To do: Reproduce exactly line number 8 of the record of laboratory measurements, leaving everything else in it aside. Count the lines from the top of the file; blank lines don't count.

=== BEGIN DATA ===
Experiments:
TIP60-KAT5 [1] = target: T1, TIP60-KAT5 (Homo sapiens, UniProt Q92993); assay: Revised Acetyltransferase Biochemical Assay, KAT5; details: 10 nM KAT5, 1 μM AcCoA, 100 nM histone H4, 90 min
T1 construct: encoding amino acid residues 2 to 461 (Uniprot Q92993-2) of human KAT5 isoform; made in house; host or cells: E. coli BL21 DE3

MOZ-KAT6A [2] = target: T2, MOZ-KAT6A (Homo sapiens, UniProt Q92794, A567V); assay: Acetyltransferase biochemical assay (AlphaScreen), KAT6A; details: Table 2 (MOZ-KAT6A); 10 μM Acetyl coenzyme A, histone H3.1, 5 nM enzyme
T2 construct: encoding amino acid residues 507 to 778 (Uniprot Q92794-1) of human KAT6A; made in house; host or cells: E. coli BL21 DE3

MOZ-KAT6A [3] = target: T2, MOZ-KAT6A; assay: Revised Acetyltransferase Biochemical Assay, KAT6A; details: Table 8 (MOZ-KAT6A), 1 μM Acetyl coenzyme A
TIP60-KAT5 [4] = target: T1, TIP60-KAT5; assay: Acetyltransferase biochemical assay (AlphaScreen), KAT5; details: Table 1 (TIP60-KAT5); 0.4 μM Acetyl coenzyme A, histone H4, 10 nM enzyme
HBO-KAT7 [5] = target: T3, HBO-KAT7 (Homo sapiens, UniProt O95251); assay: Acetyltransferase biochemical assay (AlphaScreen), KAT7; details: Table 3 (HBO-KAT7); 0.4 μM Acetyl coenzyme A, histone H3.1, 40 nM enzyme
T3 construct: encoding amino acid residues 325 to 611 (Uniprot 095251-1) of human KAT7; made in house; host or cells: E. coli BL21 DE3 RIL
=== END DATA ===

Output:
HBO-KAT7 [5] = target: T3, HBO-KAT7 (Homo sapiens, UniProt O95251); assay: Acetyltransferase biochemical assay (AlphaScreen), KAT7; details: Table 3 (HBO-KAT7); 0.4 μM Acetyl coenzyme A, histone H3.1, 40 nM enzyme